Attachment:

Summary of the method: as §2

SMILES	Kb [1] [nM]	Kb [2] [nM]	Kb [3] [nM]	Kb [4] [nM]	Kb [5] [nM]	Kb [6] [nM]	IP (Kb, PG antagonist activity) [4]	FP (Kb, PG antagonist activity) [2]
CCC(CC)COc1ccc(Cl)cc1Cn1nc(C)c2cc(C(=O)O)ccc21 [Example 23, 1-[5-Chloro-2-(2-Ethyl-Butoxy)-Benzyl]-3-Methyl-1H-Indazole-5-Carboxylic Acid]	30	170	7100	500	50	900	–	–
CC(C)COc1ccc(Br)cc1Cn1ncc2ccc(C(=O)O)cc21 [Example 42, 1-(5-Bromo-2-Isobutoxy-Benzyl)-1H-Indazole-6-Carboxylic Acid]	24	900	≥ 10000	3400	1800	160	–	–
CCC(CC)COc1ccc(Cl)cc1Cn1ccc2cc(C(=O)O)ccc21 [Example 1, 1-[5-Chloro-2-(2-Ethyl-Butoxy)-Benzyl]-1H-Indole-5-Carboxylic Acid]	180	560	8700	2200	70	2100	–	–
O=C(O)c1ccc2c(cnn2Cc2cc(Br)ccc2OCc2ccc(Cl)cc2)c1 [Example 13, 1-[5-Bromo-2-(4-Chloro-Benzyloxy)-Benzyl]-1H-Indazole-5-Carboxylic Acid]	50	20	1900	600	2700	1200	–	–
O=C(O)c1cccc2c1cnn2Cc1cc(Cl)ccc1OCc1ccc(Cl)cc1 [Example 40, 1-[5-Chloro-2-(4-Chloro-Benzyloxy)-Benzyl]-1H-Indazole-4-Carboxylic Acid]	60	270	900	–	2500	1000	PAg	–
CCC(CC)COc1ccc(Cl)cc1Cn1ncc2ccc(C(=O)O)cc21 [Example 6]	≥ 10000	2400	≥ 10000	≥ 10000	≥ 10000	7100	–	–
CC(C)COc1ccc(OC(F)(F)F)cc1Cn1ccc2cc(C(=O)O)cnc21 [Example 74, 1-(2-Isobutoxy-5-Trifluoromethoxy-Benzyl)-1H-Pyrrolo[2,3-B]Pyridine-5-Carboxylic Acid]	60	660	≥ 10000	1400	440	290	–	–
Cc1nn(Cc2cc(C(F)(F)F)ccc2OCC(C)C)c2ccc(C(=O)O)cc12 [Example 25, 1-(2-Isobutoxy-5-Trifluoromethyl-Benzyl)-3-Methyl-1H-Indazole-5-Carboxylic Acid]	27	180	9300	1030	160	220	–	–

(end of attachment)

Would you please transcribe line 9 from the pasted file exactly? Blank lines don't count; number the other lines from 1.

CC(C)COc1ccc(OC(F)(F)F)cc1Cn1ccc2cc(C(=O)O)cnc21 [Example 74, 1-(2-Isobutoxy-5-Trifluoromethoxy-Benzyl)-1H-Pyrrolo[2,3-B]Pyridine-5-Carboxylic Acid]	60	660	≥ 10000	1400	440	290	–	–